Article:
The moon has gone past full and as waning as I write, it’s slow retreat hopefully taking with it the burden of winter, that we now must measure in feet, the inches having been heaved up, one upon another. Spring will come soon for a taste of it, for spring is an inveterate tease, preferring to appear only long enough to let the melting snows floor around, and to occasionally into our homes, so that we, maps and markets in hand, pause to dream of the summer which we now doubt will ever appear.
As 33,000 feet, you want the smoothness that experience tells you, the sky will once again deny. Strapped in, you contemplate cursing the gods of travel, but no, they are simply meeting your expectations. Getting this close to heaven was once, she says, a mystical and spiritual experience, but then we transcended all of that with the first step on the lunar surface, overall a small step from one man and a crushing of dreams for all but the great religious cynics of mankind. With clouds below obscuring all you know the sun is mocking, surrounding your dark mood, painting it darker and you begin to hope that the thunderstorm that will greet your arrival can somehow wash away the hesitation of an eternity trapped in a seat on the lowest margins of heaven.
The truly sad thing is not that billions were spent on the voyage to our most distant planet only to discover, on arrival it wasn’t a planet at all, merely a dwarf, a near planet and yet there was no rebate for the downgrade. Life is too often like that, you want a mulligan and all they say is “no returns, no refunds.” No one asked Charon what he thought watching it all as he wandered about knowing he will remain moon for so long as there is someone, somewhere assigning names, unless he grows bored, breaks free and wanders off into being a dwarf planet all his own, after all it’s not like Styx would give a damn – better to be a moon of the first order finally and as for those billions, if you can’t leave the solar system every now and again there’s not much purpose in escaping the atmosphere.
The moon hid from me last night in a cloudless sky, and only a week from full, so we both knew it was there, peeking for a brief moment from behind the old oak in the neighbors yard. It wasn’t the first time the moon had done this, it will not be the last either, I am certain, but I do remember the time in 1970, the heat of San Antonio in mid-summer more oppressive than usual and only the old barracks for the moon to use as hiding place. Yet it hid, and that night I didn’t mind Lying in the base hospital, where the nurses ignored me for the seriously wounded, as they should reading the orders issued that day transferring me to the Reserves as my fellow air policemen in my training squadron were calling home, most in shock, to announce that their plan to avoid Vietnam by enlisting would soon be scattered on the tarmac of Da Nang Air Base.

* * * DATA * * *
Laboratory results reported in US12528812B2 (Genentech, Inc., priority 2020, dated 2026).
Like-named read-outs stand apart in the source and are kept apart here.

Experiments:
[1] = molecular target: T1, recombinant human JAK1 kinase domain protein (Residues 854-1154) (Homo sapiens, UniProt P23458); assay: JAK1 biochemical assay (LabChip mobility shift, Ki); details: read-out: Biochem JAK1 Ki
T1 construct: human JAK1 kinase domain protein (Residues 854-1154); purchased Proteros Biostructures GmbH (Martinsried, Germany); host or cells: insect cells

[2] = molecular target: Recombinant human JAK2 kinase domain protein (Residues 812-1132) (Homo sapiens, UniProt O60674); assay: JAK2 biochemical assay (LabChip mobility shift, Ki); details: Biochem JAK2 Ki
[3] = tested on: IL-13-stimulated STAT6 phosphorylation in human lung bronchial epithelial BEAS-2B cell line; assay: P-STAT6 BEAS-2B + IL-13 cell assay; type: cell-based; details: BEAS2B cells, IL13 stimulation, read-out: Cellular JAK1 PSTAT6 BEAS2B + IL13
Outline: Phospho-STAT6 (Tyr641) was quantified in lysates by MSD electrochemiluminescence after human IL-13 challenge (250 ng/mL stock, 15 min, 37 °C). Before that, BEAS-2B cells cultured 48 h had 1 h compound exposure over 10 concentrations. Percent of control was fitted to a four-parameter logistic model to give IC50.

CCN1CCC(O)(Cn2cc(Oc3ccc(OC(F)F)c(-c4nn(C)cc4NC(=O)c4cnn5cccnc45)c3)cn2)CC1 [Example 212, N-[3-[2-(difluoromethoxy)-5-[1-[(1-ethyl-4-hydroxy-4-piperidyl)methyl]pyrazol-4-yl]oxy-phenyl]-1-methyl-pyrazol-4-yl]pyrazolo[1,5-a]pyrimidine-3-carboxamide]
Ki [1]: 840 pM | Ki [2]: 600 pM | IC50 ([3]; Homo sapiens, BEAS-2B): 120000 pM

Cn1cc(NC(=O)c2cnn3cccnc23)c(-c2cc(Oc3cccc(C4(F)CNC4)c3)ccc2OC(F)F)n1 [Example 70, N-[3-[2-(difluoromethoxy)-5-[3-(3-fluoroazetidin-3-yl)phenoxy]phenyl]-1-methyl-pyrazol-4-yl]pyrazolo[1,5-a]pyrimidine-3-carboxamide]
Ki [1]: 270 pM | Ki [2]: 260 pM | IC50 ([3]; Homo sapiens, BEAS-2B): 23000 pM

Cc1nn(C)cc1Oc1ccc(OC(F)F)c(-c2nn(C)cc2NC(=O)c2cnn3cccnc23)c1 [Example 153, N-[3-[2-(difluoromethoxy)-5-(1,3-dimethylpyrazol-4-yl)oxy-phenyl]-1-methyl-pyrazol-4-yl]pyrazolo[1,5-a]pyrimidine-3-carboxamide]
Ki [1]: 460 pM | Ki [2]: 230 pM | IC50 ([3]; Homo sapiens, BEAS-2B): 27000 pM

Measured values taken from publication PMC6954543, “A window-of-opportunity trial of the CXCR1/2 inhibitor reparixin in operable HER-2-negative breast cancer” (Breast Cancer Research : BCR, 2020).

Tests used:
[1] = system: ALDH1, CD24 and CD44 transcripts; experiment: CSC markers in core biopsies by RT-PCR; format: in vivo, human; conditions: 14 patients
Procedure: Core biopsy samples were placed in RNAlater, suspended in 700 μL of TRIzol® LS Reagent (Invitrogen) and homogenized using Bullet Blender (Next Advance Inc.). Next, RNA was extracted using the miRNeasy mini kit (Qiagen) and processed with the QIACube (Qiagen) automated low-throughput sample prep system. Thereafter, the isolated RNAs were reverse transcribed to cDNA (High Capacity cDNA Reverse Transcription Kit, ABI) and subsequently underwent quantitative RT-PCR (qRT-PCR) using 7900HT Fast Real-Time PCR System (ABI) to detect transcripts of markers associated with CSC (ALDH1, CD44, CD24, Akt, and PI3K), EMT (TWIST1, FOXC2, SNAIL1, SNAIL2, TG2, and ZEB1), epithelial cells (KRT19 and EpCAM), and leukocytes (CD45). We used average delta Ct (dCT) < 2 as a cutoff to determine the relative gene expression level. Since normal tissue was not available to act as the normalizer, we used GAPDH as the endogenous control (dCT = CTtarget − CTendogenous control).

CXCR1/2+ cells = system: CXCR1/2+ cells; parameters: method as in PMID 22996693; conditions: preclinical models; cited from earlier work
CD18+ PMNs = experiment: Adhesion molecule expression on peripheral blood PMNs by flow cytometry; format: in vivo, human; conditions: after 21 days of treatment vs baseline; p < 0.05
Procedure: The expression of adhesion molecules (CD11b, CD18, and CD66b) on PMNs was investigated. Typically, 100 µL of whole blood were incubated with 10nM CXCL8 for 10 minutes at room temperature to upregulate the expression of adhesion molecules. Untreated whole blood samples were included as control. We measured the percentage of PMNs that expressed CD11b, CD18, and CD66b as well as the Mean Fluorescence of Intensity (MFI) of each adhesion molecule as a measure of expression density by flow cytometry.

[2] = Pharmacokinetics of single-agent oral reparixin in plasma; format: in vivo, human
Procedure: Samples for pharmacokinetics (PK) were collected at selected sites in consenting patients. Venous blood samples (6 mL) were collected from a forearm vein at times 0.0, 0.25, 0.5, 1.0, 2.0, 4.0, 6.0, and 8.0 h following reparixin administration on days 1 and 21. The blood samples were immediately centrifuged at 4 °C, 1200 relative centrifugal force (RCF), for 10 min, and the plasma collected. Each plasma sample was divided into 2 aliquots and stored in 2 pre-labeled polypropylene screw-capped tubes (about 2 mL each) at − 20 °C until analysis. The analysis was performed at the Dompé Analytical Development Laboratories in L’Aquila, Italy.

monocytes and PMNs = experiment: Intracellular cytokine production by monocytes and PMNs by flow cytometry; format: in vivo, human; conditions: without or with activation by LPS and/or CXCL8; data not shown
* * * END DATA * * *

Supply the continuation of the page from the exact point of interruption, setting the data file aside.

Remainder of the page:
I was honored to have this recently published in Arena Magazine: A Magazine of Critical Thinking, Issue 162 from Victoria, Australia
This river has for endless time flowed from the distant hills on its winding path to the waiting sea. The river has no need of clocks, cares little whether the Sun, Moon or clouds shimmers on its surface. The river counts seasons as passing moments ever new, ever shifting, and our lives, and our dams are minor diversions. I sit along the banks and watch the clouds flow gently down stream seeking the solitude only the ocean will afford.
I could never understand as a child why the moon was female, the sun always male, and most stars but ours had Arabic names. Now makes much more sense to me, the moon is never one to hog the sky and even when she commands more than her usual space, you only want to stare at her in rapture, while the sun is so vain you can stare only briefly and must look away, and he is as likely to hide or flee when he is most wanted, as a calming, steady presence. As for the names of all the others, they don’t sound like ours, and so we cast them off as aliens to our small, smug world